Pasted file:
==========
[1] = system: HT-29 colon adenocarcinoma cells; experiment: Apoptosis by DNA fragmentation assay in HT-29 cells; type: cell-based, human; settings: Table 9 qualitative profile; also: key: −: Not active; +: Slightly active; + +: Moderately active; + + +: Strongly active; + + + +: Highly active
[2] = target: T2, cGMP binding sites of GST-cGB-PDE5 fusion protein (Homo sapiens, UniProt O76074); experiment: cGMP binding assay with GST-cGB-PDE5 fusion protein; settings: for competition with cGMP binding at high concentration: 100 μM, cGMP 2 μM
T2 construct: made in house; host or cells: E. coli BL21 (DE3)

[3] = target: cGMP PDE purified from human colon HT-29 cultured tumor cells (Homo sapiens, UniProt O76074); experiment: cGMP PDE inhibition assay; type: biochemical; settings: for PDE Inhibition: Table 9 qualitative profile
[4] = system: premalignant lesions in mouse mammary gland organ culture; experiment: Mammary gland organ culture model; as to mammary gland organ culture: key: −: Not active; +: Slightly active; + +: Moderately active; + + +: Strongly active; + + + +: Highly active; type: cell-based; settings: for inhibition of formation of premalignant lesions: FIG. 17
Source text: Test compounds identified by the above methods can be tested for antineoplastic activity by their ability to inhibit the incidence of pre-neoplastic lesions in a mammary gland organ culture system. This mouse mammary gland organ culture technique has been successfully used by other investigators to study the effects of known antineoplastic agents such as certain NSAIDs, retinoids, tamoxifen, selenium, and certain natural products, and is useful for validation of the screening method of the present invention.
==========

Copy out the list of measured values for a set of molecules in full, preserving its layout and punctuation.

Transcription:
[1] = system: HT-29 colon adenocarcinoma cells; experiment: Apoptosis by DNA fragmentation assay in HT-29 cells; type: cell-based, human; settings: Table 9 qualitative profile; also: key: −: Not active; +: Slightly active; + +: Moderately active; + + +: Strongly active; + + + +: Highly active
[2] = target: T2, cGMP binding sites of GST-cGB-PDE5 fusion protein (Homo sapiens, UniProt O76074); experiment: cGMP binding assay with GST-cGB-PDE5 fusion protein; settings: for competition with cGMP binding at high concentration: 100 μM, cGMP 2 μM
T2 construct: made in house; host or cells: E. coli BL21 (DE3)

[3] = target: cGMP PDE purified from human colon HT-29 cultured tumor cells (Homo sapiens, UniProt O76074); experiment: cGMP PDE inhibition assay; type: biochemical; settings: for PDE Inhibition: Table 9 qualitative profile
[4] = system: premalignant lesions in mouse mammary gland organ culture; experiment: Mammary gland organ culture model; as to mammary gland organ culture: key: −: Not active; +: Slightly active; + +: Moderately active; + + +: Strongly active; + + + +: Highly active; type: cell-based; settings: for inhibition of formation of premalignant lesions: FIG. 17
Source text: Test compounds identified by the above methods can be tested for antineoplastic activity by their ability to inhibit the incidence of pre-neoplastic lesions in a mammary gland organ culture system. This mouse mammary gland organ culture technique has been successfully used by other investigators to study the effects of known antineoplastic agents such as certain NSAIDs, retinoids, tamoxifen, selenium, and certain natural products, and is useful for validation of the screening method of the present invention.